Alessio Restaurant

Never mind the black-and-white photos of Italy on the walls, little of Alessio’s interior will remind you of an Italian restaurant. Instead, the densely carpeted space with crammed tables feels like a charming neighborhood joint tailored to the tastes of the middle- and upper-class residents of this elite Buda neighborhood. If you need a break from the bustle of the city center, Alessio is a perfect hideaway, offering excellent food and a homey atmosphere.

Alessio’s claim to fame, the garlic shrimp, is actually a Spanish classic (gambas al ajillo): the shrimp is served in a sizzling sauce of olive oil, chili, and garlic (€11). It’s a little sweeter than elsewhere, and impossible to stop eating—use the bread to mop up the rich leftover sauce to the last drop. The grilled octopus, arriving with a charred crust and a perfectly chewy flesh, is another standout (€15). Too many kitchens serve a desiccated fillet of branzino, but not Alessio, where this Mediterranean sea bass is firm but perfectly tender, and comes with a side of grilled vegetables (€17).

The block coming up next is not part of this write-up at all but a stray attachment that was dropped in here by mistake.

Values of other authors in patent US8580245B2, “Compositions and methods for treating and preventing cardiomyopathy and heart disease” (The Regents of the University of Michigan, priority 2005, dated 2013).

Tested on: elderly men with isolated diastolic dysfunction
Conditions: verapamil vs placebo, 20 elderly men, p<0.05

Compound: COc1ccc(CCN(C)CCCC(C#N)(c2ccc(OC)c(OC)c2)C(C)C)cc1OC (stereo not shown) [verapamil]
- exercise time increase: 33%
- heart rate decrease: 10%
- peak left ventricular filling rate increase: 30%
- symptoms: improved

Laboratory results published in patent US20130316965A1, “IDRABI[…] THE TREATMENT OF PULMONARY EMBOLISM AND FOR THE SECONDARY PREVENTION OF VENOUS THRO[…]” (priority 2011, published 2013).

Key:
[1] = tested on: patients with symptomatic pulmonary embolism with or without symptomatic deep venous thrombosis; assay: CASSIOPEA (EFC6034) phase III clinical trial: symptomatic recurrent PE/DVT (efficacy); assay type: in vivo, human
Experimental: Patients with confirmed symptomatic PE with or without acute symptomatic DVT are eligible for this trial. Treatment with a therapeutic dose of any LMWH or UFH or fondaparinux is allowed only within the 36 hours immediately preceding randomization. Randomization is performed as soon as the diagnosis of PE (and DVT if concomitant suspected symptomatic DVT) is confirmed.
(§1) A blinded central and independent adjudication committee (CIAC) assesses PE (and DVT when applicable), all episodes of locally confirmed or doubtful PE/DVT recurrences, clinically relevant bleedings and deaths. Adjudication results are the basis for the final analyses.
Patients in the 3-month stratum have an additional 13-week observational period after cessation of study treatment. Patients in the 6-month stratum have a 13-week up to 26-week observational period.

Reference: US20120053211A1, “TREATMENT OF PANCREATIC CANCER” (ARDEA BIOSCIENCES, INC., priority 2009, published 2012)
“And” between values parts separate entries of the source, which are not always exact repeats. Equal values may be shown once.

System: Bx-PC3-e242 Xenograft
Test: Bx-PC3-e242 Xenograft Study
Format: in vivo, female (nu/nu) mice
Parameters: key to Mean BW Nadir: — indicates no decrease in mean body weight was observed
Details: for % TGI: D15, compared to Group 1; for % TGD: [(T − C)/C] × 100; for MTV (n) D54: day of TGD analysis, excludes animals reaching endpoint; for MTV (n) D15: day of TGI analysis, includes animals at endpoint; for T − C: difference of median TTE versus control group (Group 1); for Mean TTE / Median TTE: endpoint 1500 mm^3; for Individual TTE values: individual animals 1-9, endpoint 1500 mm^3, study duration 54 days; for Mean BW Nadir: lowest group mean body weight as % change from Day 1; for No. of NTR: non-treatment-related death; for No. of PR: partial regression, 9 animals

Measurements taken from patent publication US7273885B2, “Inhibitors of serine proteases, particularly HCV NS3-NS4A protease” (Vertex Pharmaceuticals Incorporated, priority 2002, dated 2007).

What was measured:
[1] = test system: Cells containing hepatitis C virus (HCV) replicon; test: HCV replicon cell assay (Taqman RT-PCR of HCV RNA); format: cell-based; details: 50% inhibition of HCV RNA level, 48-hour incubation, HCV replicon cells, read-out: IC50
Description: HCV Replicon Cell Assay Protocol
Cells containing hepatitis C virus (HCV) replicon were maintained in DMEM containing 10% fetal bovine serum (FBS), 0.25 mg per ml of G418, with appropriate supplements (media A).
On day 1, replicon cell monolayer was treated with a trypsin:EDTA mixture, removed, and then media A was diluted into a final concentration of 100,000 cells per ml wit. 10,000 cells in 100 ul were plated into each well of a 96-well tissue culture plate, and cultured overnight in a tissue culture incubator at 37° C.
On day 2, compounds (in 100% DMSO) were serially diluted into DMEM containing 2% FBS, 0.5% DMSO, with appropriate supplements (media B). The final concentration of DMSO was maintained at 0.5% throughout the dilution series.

Of the pastas, I enjoyed most the pappardelle drizzled with slices of filet mignon and porcini mushroom (€12). The only dud I came across in Alessio was the tiramisu of all things—it was too crumbly and the ladyfingers weren't integrated in the mascarpone—but when I ordered it on another visit, it was much better.